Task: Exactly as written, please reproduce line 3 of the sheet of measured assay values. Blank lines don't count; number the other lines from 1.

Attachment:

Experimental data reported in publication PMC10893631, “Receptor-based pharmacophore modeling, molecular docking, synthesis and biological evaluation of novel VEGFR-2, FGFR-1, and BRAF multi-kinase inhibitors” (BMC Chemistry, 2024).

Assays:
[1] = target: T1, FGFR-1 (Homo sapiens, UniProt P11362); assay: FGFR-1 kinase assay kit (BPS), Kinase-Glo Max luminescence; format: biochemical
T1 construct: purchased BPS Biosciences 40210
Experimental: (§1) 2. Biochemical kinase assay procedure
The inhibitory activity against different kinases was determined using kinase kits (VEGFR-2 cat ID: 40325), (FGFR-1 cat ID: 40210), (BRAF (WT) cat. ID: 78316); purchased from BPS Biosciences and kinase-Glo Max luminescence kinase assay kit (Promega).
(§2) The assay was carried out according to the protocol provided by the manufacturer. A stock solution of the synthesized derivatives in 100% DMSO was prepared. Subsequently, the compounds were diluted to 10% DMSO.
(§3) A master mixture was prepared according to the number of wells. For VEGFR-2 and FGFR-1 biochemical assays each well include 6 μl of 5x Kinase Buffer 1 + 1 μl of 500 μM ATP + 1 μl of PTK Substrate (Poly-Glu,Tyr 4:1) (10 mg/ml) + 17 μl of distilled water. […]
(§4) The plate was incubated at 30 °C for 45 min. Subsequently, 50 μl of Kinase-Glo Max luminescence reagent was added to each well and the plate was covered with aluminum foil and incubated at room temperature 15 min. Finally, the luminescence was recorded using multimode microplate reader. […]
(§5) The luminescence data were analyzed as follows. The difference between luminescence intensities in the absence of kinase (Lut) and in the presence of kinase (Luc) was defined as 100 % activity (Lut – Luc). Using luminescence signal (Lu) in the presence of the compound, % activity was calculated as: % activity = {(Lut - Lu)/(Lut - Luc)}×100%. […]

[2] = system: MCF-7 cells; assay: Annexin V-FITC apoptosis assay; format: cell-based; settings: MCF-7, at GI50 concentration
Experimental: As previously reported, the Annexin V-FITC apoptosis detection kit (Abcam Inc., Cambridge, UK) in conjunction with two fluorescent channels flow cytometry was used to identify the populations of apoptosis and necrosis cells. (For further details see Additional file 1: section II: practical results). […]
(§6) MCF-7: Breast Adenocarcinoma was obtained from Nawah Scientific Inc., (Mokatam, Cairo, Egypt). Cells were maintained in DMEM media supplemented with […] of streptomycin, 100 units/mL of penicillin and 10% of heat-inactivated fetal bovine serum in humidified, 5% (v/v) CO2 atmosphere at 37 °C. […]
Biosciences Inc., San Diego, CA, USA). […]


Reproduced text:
[1] = target: T1, FGFR-1 (Homo sapiens, UniProt P11362); assay: FGFR-1 kinase assay kit (BPS), Kinase-Glo Max luminescence; format: biochemical